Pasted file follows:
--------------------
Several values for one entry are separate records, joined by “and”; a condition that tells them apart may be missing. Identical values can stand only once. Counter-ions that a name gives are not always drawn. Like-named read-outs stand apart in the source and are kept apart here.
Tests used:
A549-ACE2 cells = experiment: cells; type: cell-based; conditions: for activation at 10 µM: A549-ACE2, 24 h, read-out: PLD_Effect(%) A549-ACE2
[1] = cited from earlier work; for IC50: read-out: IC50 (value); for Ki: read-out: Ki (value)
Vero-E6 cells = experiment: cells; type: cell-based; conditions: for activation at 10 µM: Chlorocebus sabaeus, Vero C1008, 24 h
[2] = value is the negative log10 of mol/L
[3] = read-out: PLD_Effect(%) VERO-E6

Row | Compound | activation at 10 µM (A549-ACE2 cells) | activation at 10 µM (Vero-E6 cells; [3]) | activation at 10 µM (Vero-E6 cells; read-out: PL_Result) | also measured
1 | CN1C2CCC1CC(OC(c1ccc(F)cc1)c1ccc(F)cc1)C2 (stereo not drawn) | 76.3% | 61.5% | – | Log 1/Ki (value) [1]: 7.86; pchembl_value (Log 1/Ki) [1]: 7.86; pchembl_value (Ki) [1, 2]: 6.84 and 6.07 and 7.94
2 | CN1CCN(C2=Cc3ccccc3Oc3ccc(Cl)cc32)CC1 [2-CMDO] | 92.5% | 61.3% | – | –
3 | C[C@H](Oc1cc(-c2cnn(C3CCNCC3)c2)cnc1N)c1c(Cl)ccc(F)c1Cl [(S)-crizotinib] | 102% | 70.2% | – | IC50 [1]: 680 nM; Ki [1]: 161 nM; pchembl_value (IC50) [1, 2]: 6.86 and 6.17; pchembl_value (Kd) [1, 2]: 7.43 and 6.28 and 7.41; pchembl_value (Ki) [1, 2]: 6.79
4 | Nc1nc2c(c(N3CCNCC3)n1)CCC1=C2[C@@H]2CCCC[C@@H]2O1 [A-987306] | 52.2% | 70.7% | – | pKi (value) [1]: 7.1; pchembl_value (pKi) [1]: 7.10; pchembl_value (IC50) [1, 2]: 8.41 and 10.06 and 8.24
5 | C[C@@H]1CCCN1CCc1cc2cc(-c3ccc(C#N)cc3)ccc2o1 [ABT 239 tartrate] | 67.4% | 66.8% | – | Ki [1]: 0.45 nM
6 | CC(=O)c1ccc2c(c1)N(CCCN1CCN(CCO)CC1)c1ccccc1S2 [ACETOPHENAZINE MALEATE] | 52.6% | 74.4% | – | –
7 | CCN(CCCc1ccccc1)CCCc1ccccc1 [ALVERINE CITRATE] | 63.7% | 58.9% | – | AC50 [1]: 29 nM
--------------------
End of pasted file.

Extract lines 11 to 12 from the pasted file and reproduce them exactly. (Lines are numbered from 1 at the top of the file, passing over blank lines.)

3 | C[C@H](Oc1cc(-c2cnn(C3CCNCC3)c2)cnc1N)c1c(Cl)ccc(F)c1Cl [(S)-crizotinib] | 102% | 70.2% | – | IC50 [1]: 680 nM; Ki [1]: 161 nM; pchembl_value (IC50) [1, 2]: 6.86 and 6.17; pchembl_value (Kd) [1, 2]: 7.43 and 6.28 and 7.41; pchembl_value (Ki) [1, 2]: 6.79
4 | Nc1nc2c(c(N3CCNCC3)n1)CCC1=C2[C@@H]2CCCC[C@@H]2O1 [A-987306] | 52.2% | 70.7% | – | pKi (value) [1]: 7.1; pchembl_value (pKi) [1]: 7.10; pchembl_value (IC50) [1, 2]: 8.41 and 10.06 and 8.24